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Funding social innovation for health with research funds for development

Abstract

Why and when is it appropriate and relevant to use research funds for social innovation to support both conventional scholarly researchers and non-researchers working in collaboration?

Main text

The scarcity of research funding available in low-income countries, and the enormous needs of those countries, suggest that research for development money might be better spent to support qualified researchers who are, at least in theory, more likely to develop new research agendas, make new discoveries, and through the transfer of their research, stimulate innovation.

However, a cursory look at the many places of commerce in various African countries, including in crowded markets, provides a glimpse of the ingenuity and innovation that prevails in such settings.

Over many decades, Sida has provided support to strengthen research capacity in low income countries, with emphasis on “the use of the research”– defined here both as utilising local research expertise and utilising the important relevant research results obtained. This philosophy has fed into the initial steps of innovation and especially into achieving societal impact from this [1]. This need not occur in orthodox research settings. However, connecting research and innovation is a means to ensure that research results are used and enhance sustainable impact, with the goal to reduce poverty and build sustainable societies.

A systems approach to innovation that focuses on the creation of an enabling environment for innovation is thus promoted. A key feature for any successful innovation, especially in low income countries, is efficient and effective interaction between the different stakeholders at an early stage. This includes universities, the private sector, the public sector and civil society.

Sida has interpreted its role in part, to fund and to facilitate dialogue to harness important ideas and ways of approaching health care and the prevention of disease and ill health through local innovations. This is especially relevant when the solutions that derive from this approach are accessible by and affordable for people who are poor, or whose financial status is unpredictable. Social innovation procedures generated in local settings, in response to local social structures, contingencies and constraints, are more likely to be able to address these roadblocks in appropriate health delivery. Furthermore, finding methods that allow rigorous documentation of the innovation and assess its reproducibility, through the interactions of researchers with social innovators, has the potential to make such social innovations in health very powerful tools to improve health in low income settings.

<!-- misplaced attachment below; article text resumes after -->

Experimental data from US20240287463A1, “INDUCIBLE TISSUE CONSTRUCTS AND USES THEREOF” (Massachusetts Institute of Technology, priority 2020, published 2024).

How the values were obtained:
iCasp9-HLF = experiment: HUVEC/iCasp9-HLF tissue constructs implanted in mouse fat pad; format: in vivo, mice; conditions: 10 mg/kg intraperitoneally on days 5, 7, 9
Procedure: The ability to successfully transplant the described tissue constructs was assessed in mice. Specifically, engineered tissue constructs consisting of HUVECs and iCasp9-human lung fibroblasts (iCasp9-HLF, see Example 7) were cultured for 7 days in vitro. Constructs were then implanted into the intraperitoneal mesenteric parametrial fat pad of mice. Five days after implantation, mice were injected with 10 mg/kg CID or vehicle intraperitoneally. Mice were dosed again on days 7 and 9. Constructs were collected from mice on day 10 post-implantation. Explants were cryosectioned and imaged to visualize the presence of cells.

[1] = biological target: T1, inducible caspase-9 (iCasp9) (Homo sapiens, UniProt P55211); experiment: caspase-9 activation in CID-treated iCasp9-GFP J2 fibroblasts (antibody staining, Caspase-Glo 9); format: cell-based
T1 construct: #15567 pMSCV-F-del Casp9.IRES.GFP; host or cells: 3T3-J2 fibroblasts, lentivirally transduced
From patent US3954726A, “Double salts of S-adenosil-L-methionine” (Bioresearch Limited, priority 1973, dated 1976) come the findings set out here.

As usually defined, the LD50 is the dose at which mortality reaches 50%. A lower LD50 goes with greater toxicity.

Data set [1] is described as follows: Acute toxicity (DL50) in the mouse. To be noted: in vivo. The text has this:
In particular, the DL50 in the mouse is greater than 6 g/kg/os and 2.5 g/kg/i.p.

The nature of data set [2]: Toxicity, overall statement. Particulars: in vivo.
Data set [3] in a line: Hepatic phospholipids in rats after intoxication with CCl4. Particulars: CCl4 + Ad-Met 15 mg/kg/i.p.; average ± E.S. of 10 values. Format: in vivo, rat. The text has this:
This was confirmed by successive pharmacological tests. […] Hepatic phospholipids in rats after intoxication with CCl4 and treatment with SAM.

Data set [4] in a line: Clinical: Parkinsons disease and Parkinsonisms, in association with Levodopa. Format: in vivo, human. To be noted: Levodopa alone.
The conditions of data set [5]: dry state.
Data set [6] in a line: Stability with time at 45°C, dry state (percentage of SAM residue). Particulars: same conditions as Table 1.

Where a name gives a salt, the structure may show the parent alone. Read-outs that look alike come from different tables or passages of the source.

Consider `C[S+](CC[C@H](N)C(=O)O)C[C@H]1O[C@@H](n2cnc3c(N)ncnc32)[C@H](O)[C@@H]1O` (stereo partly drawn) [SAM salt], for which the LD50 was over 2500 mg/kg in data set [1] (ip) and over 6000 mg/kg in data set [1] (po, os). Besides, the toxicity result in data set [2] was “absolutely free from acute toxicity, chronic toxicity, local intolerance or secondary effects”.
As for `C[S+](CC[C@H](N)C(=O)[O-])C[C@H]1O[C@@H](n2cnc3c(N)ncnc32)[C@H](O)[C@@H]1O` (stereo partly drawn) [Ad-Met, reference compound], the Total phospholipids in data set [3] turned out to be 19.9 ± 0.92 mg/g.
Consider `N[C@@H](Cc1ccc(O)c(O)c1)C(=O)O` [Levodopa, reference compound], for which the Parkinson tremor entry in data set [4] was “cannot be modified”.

Sida is committed to strengthening local institutional research capacity in low income countries and supporting organisations with a focus on social innovation, such as TDR where, in addition to its undesignated funding, Sida provides specific funding to support social innovation [2]. This opens the opportunity for social innovators to analyse and gather the evidence needed to ascertain the reproducibility of affordable social innovations in health. Such assessment is vital when making the case to policy and other decision makers who seek health innovations that can have positive impact on the health of a wide range of people, regardless of their financial status.

Conclusions

The establishment of research hubs within the framework of the Social Innovation for Health Initiative, through competitive processes, provides the opportunity for prospective social innovators in various countries. The aim is to develop further skills to help simple, accessible and effective social innovations in health to be identified. By nurturing academic, community and institutional collaboration and communication, we are most likely to identify and target for implementation, interventions in the places where they can make the greatest difference.

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References

  1. 1.

    Phills JA, Deiglmeir K, Miller DT. Rediscovering social innovation. Stand Soc Innov Rev. 2008;6(4):34–43.

  2. 2.

    Halpaap B, Peeling RW, Bonnici F. The Role of Multilateral Organizations and Governments in Advancing Social Innovation in Health Care Delivery. Infect Dis Poverty. 2019;8(1):81.

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Both authors contributed equally. The author(s) read and approved the final manuscript.

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Correspondence to Hannah Akuffo.

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The author declares that they have no competing interests.

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Akuffo, H., Soop, T. Funding social innovation for health with research funds for development. Infect Dis Poverty 9, 120 (2020). https://doi.org/10.1186/s40249-020-00744-w

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Keywords

  • Research capacity strengthening
  • Use of research
  • Social innovation
  • Research funding